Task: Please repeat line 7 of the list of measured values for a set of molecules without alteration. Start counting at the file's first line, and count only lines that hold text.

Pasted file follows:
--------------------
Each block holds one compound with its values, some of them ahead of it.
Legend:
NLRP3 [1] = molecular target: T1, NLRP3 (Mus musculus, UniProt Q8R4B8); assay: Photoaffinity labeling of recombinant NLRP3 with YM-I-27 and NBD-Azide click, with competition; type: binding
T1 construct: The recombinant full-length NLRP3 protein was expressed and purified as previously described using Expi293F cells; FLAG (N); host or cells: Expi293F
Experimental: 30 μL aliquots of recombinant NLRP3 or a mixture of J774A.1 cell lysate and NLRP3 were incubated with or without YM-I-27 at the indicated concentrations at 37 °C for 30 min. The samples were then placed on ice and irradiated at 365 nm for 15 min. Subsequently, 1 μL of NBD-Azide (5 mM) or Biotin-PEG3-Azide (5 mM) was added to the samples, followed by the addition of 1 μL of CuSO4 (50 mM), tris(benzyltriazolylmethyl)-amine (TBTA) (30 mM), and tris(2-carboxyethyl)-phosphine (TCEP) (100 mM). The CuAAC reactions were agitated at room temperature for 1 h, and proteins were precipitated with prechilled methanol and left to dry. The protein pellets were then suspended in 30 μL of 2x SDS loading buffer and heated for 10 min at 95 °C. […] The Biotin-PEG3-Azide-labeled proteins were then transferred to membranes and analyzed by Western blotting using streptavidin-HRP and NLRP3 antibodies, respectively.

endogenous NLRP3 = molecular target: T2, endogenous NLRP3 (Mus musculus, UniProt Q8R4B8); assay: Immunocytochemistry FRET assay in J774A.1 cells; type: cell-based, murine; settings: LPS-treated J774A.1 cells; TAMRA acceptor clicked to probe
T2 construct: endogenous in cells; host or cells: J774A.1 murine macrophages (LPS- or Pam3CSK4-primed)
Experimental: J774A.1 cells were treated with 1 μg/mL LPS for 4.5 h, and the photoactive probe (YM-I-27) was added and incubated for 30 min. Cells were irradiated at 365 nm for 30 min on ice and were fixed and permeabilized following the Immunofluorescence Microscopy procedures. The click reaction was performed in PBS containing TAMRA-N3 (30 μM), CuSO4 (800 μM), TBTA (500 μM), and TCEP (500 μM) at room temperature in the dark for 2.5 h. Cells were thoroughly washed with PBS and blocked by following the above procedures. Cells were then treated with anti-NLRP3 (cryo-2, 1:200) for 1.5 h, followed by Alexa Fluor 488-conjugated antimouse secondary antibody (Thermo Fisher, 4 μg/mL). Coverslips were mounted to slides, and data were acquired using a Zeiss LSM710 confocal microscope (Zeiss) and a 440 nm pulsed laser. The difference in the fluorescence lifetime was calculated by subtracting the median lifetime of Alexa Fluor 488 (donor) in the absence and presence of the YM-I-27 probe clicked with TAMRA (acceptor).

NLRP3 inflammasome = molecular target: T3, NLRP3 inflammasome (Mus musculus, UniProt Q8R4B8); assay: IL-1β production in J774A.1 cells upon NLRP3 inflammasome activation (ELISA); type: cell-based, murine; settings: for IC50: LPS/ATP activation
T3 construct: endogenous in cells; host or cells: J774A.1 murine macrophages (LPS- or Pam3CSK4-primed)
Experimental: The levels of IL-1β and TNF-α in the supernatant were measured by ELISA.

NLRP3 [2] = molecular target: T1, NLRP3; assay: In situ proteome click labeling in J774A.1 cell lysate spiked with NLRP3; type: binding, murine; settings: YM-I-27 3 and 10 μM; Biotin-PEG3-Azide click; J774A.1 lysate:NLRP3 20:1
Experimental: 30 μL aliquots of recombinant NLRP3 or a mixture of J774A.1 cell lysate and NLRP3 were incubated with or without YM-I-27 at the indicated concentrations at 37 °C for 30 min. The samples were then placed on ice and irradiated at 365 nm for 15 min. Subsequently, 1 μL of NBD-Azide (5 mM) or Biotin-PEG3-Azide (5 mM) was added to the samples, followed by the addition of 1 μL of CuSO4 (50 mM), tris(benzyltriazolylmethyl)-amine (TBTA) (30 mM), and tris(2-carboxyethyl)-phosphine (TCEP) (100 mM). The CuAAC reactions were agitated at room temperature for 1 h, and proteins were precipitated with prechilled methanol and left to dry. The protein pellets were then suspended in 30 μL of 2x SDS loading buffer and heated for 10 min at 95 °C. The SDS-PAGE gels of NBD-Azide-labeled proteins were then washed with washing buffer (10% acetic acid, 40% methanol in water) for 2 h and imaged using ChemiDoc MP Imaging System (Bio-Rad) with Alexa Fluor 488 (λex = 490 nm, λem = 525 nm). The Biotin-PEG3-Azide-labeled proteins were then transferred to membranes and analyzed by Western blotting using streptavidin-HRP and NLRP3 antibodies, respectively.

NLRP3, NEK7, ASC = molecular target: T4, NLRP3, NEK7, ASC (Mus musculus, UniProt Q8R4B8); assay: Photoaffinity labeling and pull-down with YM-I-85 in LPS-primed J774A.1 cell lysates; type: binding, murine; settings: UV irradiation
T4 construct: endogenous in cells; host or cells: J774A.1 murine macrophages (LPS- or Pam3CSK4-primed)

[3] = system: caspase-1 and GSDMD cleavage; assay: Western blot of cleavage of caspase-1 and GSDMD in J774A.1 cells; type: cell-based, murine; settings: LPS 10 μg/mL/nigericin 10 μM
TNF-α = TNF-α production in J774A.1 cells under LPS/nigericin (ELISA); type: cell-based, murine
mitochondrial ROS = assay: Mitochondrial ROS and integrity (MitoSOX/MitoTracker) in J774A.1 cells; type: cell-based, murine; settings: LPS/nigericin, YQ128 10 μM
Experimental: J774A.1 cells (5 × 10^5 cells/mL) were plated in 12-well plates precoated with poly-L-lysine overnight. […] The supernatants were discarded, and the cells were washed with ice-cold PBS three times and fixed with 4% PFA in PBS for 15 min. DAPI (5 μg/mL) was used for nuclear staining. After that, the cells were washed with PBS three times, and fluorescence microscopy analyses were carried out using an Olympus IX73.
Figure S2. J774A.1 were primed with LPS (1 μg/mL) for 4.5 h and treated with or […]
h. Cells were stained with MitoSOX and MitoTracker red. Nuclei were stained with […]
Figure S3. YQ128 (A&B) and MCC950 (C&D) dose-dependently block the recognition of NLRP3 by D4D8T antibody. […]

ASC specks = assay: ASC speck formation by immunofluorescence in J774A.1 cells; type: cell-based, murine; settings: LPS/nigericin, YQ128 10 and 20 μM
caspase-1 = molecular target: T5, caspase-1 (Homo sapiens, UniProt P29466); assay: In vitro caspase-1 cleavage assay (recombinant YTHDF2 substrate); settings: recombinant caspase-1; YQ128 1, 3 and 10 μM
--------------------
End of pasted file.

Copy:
T2 construct: endogenous in cells; host or cells: J774A.1 murine macrophages (LPS- or Pam3CSK4-primed)